My boys are still loving the ocean stuff. I think Daddy's California roots are influencing them. Not that I mind at all. There's few places in the world I love more than California, especially San Diego. When Mike and I strike it rich and have millions of extra dollars, we will relocate to that beachy city and live in a sweet little (but not too little...) beach cottage. We will lay on the beach, dining alfresco, kids playing happily together in the sand. I will be gloriously tanned, thin and relaxed.
OK, so that's not reality, but a girl can dream, can't she?
Back to the ocean of learning at our desert abode. Here are a few more fun activities to whisk us away to the beach, if only momentarily.
These puzzles were shared by some fabulous kindergarten teachers I worked with. They were always a big hit in the classroom, and Andrew liked them as well. You need a puzzle board (cardstock), with only the rectangles and letters at the bottom. The puzzle pieces (also cardstock) have the letters and puzzle picture. I laminated both and cut up the puzzle pieces after laminating. I also made a die (just a blank wooden cube) with each of the letters written with a Sharpie on the sides. You roll the die, and place the puzzle piece on the puzzle board that corresponds with the letter rolled. If you roll the same letter, just roll again. You can easily play with a partner and take turns rolling and piecing the puzzle together. Andrew got frustrated with rolling the same letter over and over, so we did a little "cheating" to finish them up. Whatever works. I also have these puzzles for other themes, such as farm, color words, and cowboys.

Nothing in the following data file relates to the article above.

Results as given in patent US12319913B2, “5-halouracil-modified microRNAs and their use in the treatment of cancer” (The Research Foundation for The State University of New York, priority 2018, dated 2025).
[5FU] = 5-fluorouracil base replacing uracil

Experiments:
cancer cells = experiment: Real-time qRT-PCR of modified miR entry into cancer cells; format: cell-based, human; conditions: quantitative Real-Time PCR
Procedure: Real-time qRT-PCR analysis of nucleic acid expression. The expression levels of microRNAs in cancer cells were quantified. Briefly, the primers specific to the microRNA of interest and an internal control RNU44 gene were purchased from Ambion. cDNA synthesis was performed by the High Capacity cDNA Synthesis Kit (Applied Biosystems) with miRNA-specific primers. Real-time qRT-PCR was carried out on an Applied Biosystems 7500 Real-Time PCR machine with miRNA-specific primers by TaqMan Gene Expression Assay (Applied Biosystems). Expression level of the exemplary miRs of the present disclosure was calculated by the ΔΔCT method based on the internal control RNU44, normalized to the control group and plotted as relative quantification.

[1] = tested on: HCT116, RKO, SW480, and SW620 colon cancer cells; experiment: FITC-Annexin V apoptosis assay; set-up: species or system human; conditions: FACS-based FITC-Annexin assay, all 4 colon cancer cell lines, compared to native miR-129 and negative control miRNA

Here are the words used for the ocean puzzles. Because you only have 6 sides on your die, you have to be a bit creative in your word choices.
1 crab *
8 arms (octopus)
1 star * (starfish)
2 claws (lobster)
1 horse (seahorse)
Fishbowl water color:
Often, paint makes me super nervous, but this art project is a simple one, and not too messy. Either print off a fishbowl outline, or draw one with a permanent marker. Have your child color and ocean scene inside the bowl. The important part is to color DARKLY and not use too much blue. Light, bright colors, such as yellow, stand out best. After you color the scene (do not color the water, leave background white), you watercolor the entire bowl blue. (If you have blue tempera paint, you could water that down and paint with that instead.) Let it dry and you have a fun little fish bowl. For a little extra pizzaz, when I taught, I would sometimes make a black construction paper fishbowl, cut out the center, and put extra laminating film on the inside and staple this to the front of the painting to make it look like a "glass" fishbowl frame.
Finding Nemo Concentration:
I actually cut this off of a Kellogg's cereal box many moons ago and saved it. I am glad I did. There are only 8 matching pairs, which is just about right for us now. I'm sure you could just as easily use some clip art and make your own set. I liked that the names were printed below the pictures, and that there are more than just fish.